He was on the ice for two of Boston’s four even-strength goals, and he was at the center of the night’s most lackluster sequence for anyone in Canadian uniform.

The score was 3-0 Boston before Marchand scored a shorthand goal that gave him a hat-trick, and Armia could have been there to stop him. Never mind that Marchand intervened with him in neutral territory, as Armia still had time to return to the position. Instead, he pulled on the drama. The game was within reach before this happened, but dropped out completely after that.

And something really important followed. Armia’s power play opportunity was taken away and given to a player who was doing exactly what Allen was talking about the other day.

Ducharme’s decision to replace Michael Pezzetta Armia may have been the most important decision of all season, because if the Canadiens are going to do what Allen rightly said, the coach needs to establish a qualification. .

What seems clear is that he now has the authority to do so.

“He was more deserving than the others,” Ducharme said of Pezzetta. “Ultimately, as more players return—I hope we don’t lose others—it will be a competition to stay on the ice and play a role here.”

Pezzetta took an early lead in that competition.

He has immense skill, but it is not enough to produce less than 100 percent. And the identity of this 23-year-old player got him power play time.

It earned Pezzetta seven innings in the third period, and it earned him even more respect from a room full of people already pulling in to succeed.

“That’s where I am,” he said. He said, ‘I have to play 100 percent in every innings. Never know what’s going to come tomorrow, especially if you’re a person like me, and it’s like every day is a test for me. So, for me, I just try to go out there and get 100 percent. I can’t control some things, but I know I can control how hard I work and how heartily I play, and I never want anyone to question it. So, for me it’s just come out, bring that intensity, bring that heart, bring that fire and we’ll see what happens from here. ,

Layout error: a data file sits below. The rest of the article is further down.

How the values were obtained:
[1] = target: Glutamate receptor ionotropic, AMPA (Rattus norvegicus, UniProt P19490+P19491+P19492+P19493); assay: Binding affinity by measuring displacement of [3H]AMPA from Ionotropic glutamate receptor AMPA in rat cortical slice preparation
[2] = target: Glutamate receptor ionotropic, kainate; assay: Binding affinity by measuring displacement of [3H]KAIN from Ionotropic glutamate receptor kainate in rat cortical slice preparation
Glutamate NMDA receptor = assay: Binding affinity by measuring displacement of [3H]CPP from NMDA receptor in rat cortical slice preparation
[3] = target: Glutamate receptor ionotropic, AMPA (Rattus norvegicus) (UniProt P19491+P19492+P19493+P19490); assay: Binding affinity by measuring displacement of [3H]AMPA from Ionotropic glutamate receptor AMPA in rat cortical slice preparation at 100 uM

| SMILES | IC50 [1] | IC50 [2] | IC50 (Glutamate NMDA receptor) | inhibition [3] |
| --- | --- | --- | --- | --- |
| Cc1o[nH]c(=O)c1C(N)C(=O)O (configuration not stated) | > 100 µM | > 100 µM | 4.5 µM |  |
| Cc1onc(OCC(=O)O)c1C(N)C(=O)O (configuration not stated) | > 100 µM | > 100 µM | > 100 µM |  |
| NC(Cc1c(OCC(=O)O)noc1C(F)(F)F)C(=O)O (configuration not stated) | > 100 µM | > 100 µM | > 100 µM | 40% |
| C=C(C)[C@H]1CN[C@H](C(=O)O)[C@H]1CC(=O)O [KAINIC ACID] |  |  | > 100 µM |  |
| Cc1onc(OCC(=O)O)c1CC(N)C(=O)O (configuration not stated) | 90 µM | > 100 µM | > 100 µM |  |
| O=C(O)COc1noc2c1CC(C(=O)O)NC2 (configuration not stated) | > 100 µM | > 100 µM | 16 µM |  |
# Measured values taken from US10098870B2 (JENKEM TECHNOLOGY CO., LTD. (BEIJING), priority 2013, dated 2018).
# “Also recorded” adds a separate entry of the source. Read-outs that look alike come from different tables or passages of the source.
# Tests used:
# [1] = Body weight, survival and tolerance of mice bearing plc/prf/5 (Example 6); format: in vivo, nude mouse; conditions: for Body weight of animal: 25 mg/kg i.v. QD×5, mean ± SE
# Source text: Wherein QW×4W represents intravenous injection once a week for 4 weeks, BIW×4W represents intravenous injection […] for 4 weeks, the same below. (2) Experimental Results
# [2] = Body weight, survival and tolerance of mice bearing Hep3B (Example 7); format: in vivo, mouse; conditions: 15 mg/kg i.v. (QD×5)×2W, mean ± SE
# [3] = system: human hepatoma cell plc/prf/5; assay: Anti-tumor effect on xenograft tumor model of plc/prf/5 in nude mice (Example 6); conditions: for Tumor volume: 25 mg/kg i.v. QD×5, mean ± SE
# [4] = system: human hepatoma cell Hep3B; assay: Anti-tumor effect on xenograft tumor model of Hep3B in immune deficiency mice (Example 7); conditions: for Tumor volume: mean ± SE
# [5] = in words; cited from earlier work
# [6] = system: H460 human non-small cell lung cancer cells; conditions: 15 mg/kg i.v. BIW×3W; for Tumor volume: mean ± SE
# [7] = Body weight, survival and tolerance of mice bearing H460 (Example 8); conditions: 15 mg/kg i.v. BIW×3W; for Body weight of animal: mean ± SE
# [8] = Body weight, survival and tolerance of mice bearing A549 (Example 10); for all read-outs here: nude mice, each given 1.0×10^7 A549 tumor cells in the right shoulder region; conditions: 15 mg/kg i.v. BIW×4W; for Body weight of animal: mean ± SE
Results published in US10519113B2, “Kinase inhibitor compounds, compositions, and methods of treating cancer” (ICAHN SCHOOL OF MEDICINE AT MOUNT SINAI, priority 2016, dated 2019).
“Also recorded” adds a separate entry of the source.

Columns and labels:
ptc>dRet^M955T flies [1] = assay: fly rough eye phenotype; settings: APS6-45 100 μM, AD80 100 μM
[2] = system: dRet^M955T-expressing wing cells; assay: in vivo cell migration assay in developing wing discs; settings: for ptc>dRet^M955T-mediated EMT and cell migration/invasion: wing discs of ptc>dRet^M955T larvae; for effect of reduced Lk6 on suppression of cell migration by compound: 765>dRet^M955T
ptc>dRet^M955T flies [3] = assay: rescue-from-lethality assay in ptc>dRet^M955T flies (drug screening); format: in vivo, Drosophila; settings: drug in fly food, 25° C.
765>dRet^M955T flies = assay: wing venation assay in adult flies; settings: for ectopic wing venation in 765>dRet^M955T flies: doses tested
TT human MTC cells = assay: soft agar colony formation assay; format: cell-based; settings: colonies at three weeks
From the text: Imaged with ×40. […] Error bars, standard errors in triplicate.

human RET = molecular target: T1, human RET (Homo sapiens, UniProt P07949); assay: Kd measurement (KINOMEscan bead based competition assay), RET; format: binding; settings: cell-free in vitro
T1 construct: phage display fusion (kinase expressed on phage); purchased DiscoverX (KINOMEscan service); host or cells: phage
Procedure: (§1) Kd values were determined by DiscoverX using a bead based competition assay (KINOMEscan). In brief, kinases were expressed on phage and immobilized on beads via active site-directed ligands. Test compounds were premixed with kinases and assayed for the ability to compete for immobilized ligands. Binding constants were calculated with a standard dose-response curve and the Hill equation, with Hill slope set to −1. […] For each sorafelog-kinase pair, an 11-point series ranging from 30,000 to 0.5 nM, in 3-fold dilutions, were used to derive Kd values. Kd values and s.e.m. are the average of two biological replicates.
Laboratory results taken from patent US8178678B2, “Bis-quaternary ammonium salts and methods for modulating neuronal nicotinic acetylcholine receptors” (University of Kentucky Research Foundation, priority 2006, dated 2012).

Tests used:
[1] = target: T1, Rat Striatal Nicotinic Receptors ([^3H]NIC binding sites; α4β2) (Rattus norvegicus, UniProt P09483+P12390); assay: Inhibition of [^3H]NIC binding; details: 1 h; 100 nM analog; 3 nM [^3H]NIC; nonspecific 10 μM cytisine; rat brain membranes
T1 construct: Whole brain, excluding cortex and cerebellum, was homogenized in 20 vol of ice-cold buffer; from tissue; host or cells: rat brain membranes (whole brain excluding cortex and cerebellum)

someone like me.

Anyone who knows Tyler Toffoli, Josh Anderson, Brendan Gallagher and Paul Byrne are coming off the injured reserve list soon. Anyone who paid attention to the Canadiens claimed a pre-game waiver to Rem Pittlick. Someone who sees how hard Lucas Vejdemo and Laurent Dauphin are trying to challenge him for a regular spot.

Pezzetta is someone who, after scoring his first NHL goal against these same Bruins, gave every one of his skeptics a chance to tell them they should never have bet against him.

On Wednesday, when asked to explain the “someone like me” qualifier, Pezzetta said, “I’m a young boy.”

“Obviously, I started in the AHL this year and I’m struggling to be part of the Montreal Canadiens every single day,” he continued. “I want to be in this team, I want to be in the NHL, so it’s not going to be an easy day for me. Obviously new players are coming in. Some people are coming back from injury. And I want to play on this team.” I want to, so I’m trying to do everything I can.

That’s what Allen is about for the rest of this season, as described by Allen.

Armia quickly recognized this better. And he’s not alone.